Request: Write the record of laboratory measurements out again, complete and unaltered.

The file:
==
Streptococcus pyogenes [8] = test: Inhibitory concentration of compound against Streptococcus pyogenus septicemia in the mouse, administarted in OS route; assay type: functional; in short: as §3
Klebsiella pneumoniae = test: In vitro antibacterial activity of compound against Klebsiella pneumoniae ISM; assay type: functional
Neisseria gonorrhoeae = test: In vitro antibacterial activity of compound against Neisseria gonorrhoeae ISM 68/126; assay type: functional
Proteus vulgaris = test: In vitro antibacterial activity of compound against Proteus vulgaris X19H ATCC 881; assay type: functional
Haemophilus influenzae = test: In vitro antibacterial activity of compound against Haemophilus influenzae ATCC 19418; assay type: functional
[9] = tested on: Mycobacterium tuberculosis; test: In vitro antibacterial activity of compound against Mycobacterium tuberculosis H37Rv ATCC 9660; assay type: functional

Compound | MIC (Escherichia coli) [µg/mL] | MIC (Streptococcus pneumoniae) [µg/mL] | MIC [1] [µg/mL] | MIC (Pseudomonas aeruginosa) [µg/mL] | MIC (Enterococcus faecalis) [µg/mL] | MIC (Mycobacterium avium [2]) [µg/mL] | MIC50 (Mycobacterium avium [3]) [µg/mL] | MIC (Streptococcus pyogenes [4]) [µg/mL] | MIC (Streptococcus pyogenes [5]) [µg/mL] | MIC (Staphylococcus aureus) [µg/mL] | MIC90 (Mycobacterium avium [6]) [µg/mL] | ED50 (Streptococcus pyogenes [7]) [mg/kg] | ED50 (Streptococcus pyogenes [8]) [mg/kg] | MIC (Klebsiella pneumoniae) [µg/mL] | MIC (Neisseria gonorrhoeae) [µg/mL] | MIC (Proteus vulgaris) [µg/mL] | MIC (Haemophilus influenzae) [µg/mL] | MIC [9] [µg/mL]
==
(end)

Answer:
Streptococcus pyogenes [8] = test: Inhibitory concentration of compound against Streptococcus pyogenus septicemia in the mouse, administarted in OS route; assay type: functional; in short: as §3
Klebsiella pneumoniae = test: In vitro antibacterial activity of compound against Klebsiella pneumoniae ISM; assay type: functional
Neisseria gonorrhoeae = test: In vitro antibacterial activity of compound against Neisseria gonorrhoeae ISM 68/126; assay type: functional
Proteus vulgaris = test: In vitro antibacterial activity of compound against Proteus vulgaris X19H ATCC 881; assay type: functional
Haemophilus influenzae = test: In vitro antibacterial activity of compound against Haemophilus influenzae ATCC 19418; assay type: functional
[9] = tested on: Mycobacterium tuberculosis; test: In vitro antibacterial activity of compound against Mycobacterium tuberculosis H37Rv ATCC 9660; assay type: functional

Compound | MIC (Escherichia coli) [µg/mL] | MIC (Streptococcus pneumoniae) [µg/mL] | MIC [1] [µg/mL] | MIC (Pseudomonas aeruginosa) [µg/mL] | MIC (Enterococcus faecalis) [µg/mL] | MIC (Mycobacterium avium [2]) [µg/mL] | MIC50 (Mycobacterium avium [3]) [µg/mL] | MIC (Streptococcus pyogenes [4]) [µg/mL] | MIC (Streptococcus pyogenes [5]) [µg/mL] | MIC (Staphylococcus aureus) [µg/mL] | MIC90 (Mycobacterium avium [6]) [µg/mL] | ED50 (Streptococcus pyogenes [7]) [mg/kg] | ED50 (Streptococcus pyogenes [8]) [mg/kg] | MIC (Klebsiella pneumoniae) [µg/mL] | MIC (Neisseria gonorrhoeae) [µg/mL] | MIC (Proteus vulgaris) [µg/mL] | MIC (Haemophilus influenzae) [µg/mL] | MIC [9] [µg/mL]